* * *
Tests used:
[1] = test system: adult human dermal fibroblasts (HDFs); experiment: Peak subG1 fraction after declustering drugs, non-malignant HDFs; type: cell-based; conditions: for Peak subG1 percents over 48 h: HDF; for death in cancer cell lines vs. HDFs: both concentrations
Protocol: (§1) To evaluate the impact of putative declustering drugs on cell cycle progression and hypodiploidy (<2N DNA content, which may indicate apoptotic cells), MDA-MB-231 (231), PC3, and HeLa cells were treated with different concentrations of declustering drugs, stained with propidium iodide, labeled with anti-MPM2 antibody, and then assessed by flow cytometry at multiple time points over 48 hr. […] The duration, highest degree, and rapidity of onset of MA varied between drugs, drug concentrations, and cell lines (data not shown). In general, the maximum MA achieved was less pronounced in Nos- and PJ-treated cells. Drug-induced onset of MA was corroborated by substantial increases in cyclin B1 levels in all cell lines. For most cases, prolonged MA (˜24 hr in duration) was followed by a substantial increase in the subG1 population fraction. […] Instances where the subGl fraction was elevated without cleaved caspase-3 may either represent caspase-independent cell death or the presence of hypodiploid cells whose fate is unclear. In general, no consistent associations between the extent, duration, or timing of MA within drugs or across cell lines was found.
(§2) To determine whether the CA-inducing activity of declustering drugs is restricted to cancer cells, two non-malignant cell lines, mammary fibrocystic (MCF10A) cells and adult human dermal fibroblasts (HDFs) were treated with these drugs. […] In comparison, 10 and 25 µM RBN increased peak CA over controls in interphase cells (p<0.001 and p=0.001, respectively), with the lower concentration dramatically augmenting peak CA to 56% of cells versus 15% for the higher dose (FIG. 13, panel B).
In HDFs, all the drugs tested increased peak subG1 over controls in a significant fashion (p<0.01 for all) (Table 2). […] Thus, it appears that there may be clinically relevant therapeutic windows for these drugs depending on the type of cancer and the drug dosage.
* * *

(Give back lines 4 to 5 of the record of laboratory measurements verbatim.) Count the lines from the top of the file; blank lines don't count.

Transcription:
(§2) To determine whether the CA-inducing activity of declustering drugs is restricted to cancer cells, two non-malignant cell lines, mammary fibrocystic (MCF10A) cells and adult human dermal fibroblasts (HDFs) were treated with these drugs. […] In comparison, 10 and 25 µM RBN increased peak CA over controls in interphase cells (p<0.001 and p=0.001, respectively), with the lower concentration dramatically augmenting peak CA to 56% of cells versus 15% for the higher dose (FIG. 13, panel B).
In HDFs, all the drugs tested increased peak subG1 over controls in a significant fashion (p<0.01 for all) (Table 2). […] Thus, it appears that there may be clinically relevant therapeutic windows for these drugs depending on the type of cancer and the drug dosage.